So off we went to Canada. After a long night of flying from Paris to Hong Kong for me, I arrived at home to finish some laundry and packing. We took our dogs to our courtyard for a play (and a cold beer for my wife and I) before heading to the airport. The local shop near our house that sells the beer is run by a family that has a young boy (7 or 8 maybe). He is our unofficial Cantonese tutor, and has been friendly with us and our dogs for a while. This time we are in for a nice treat. He has convinced his mother to invite us in for dinner. With only a little English from the boy, we aren’t quite sure what we are getting into, but my wife and I enter their home with a smile on our face. The mother points to the chair and hands us a plate. First on the menu? Duck feet. Okay, what the hell. We start chewing and gnawing at this mix of skin and cartilage (literally nothing else). It doesn’t taste that bad, but there is not much to digest. The family smiles when I say “ho may do” (delicious in Cantonese), they clearly can tell I am being polite. Next up, some fresh clams from our Silvermine Bay. Garlic, spring onion, steamed to perfection. I can’t slide enough of these slippery little guys into my mouth. But as we finish our beer, and our meal, it’s time to get into the shower and head to the airport. As we collect our now exhausted puppies, and head for home, we decide that we will bring this family a gift from Canada on our return.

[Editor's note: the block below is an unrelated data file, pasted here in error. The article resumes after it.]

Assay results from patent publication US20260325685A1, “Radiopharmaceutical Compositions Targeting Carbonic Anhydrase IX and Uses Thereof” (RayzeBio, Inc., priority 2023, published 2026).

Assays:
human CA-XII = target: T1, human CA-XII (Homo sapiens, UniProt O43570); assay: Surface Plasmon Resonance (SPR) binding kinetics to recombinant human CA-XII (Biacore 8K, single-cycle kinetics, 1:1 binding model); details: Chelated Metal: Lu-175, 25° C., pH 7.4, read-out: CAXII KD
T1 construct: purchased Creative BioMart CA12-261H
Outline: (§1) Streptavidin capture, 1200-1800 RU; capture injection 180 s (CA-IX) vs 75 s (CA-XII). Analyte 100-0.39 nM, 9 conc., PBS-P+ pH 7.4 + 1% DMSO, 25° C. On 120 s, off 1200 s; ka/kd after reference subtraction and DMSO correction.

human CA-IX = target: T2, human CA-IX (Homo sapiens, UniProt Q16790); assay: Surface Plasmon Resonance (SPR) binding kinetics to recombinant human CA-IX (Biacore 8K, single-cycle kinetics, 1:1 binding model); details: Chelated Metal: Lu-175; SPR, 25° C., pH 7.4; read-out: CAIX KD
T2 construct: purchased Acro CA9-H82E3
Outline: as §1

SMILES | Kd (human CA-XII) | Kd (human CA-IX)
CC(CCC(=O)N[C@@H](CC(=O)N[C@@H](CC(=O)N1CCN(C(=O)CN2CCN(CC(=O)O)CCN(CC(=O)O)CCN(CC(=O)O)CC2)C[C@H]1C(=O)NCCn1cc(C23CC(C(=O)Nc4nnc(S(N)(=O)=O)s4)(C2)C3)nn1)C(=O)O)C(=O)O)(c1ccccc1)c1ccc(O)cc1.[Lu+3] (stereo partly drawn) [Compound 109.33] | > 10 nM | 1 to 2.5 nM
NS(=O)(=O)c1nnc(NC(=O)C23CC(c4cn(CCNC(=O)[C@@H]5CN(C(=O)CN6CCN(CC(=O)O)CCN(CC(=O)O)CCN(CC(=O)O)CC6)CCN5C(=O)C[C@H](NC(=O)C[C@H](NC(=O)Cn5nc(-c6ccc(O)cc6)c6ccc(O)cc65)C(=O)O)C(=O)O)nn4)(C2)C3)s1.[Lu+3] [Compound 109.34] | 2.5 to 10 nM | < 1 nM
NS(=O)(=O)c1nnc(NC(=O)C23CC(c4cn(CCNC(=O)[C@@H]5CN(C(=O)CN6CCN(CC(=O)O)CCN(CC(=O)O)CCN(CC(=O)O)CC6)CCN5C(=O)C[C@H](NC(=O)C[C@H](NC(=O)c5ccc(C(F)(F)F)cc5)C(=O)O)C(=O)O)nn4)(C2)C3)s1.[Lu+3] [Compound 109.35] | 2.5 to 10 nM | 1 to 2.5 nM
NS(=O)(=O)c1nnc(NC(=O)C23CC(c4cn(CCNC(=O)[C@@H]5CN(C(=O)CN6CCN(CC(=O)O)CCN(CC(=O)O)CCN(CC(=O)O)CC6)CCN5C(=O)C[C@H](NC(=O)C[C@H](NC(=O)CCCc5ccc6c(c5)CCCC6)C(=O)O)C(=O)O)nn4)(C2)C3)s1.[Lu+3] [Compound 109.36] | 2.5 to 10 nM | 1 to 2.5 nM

The usual ensues next, say goodbye to the dogs, taxi to the airport and check in for the full flight from Hong Kong to Vancouver. We get a seat but not together, less then ideal, but a seat nonetheless. A few hours into the flight my wife taps my head to wake me and invites me to the back of the plane to chat. We kill an hour and a half doing that, then back to the seats. Halfway across the Pacific now I can feel the excitement building. I am really looking forward to seeing everyone. As the flight comes to an end, we approach Vancouver and my first “forgotten gem” if you will, about Canada. It’s about 9pm local time, and the sun is still out in BC. In Hong Kong the sun is gone by around 7pm almost everyday of the year. I forgot what it was like to see the late twilight of the north. After collecting our bags and checking in for our connecting flight, we are off to Calgary. We order a few Molson Canadian beers for the short flight across the rockies. Starting to feel Canadian again. Landing there at about 130am, we are met by my uncle in law. We always have a good time in Calgary, and the next two days are no exception. Joining up with my wife’s great Aunt next, we tour Canmore and have dinner in Banff before a quick sleep and off to Winnipeg for my grandmother’s 95th birthday surprise party. It goes off without a hitch and the old gal was as shocked as ever. All but two cousins made the trip, so it was nice to have near the entire family with her that day. Next order of business the following morning is to help my in laws pack up the last of the boxes as the movers show up to complete the move from their Winnipeg home. They have officially moved to the lake where they own and operate a general store. After some dinner with my brother in law, the four of us head out to Clear Lake. I get another rush of Canadiana as I sip my Tim Horton’s coffee while cruising the Trans Canada Highway. The first thing I smell getting out of the car is something I haven’t experienced for a while, the smell of Canadian wilderness. Pine trees, a breeze off the lake carries the smell of the water, and of course, outboard motor exhaust. It’s a nice feeling breathing it all in again. In no time the next morning I am behind the deli counter slicing and pricing cold cuts at the store. Some baking, and butcher shop duties round out my experience there. I must say if I wasn’t a pilot, running a general store (despite the long hard hours) is very rewarding and would make a great career. After working at the shop everyday I take a swim in the lake to cool off before dinner. I am feeling more and more Canadian. We can’t stay at the lake for very long though as we have to drive back into Winnipeg for my cousins wedding after 3 days in cottage country. A great night the wedding was, and another great chance to catch up with some relatives. When the bar closes, we head back to my parents house for another short sleep before hitting the highway for Saskatoon in the morning. Three sets of grandparents to visit over the next few days. Twenty four hours in Saskatoon, then off to Jackfish lake where another set of grandparents await. We spend time visiting and catching up, and make some time to visit the local golf course where the owner keeps his Cessna 185 on floats in a hangar. A bush plane? That I used to fly? Now I am REALLY back in Canada. After another couple of nights back in Saskatoon with the final set of grandparents, we are headed for Regina, where my wife’s Aunt, Uncle, and cousins await. This will be my last stop of the trip before jumping on Air Canada to Vancouver, and then Hong Kong. As we did in all of our other stops, we spend the days visiting the family, doing a little shopping, and the nights grilling on the cue outside and drinking cold Canadian beer. I miss Canadian beer. The beer in Hong Kong is cheap, but it just isn’t the same.